Research has shown that family businesses are more resilient than non-family firms and often weather economic turmoil better than their counterparts. An oft-cited reason for this phenomenon is that family businesses are better able to take a long-term perspective, focusing on the benefits and the legacy for the next generation. There is another important factor that affects longevity: strongly-held family business values.
For any business, a strong sense of corporate values and a well-defined mission statement can help organize and motivate employees around a common goal and provide an important framework for business decisions. Family-owned businesses often have important values built into their DNA (literally) – values like stewardship, philanthropy, entrepreneurship, and other tightly-held beliefs that create a positive, productive culture and foster longevity.
As we begin 2014, it is a great time to step back and look at the values held by your family, and those that are established – both intentionally and unintentionally – in your family business culture. Are you encouraging innovation or stifling new ideas and growth? Has your vision for family philanthropy been realized, or do you often feel as though your charitable efforts are infrequent and unorganized?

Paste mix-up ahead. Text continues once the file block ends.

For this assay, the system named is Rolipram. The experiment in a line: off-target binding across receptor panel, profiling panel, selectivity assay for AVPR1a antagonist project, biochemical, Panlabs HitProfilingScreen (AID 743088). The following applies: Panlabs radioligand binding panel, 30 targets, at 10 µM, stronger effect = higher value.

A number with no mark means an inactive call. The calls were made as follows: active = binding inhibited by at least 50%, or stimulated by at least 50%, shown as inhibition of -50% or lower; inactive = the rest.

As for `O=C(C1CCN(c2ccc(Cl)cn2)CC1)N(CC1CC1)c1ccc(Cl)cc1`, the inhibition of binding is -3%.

Values are essential to success, but they truly come to life when they are a structured part of your family business. If philanthropy is important, talk with your board about selecting charities and developing a stated goal for philanthropic efforts. Choose events to support, or plan and organize. You may even want to establish a family foundation that is tied to your business. If you want to see entrepreneurship thrive, develop training programs and experiences to foster and encourage this trait within the next generation of family leaders. Ensure that you hire new employees based on these values to maintain your unique corporate culture.
The New Year is also a great time to look at how your values are being communicated. Your board and your executives may hold fast to certain principles, but your employees and younger family members may be unaware of their importance to the Firm. Or, these values might be communicated, but it isn’t clear to employees and family members how they are acted out in every day work life. Refer to your family business values often, and provide clear guidance and examples of how your values have affected corporate decisions.
Embrace the values that are part of your family business – they are what make your company, and your family, strong. If you are the type to make a resolution, resolve to build on your family business values for business success not only this year, but for generations to come.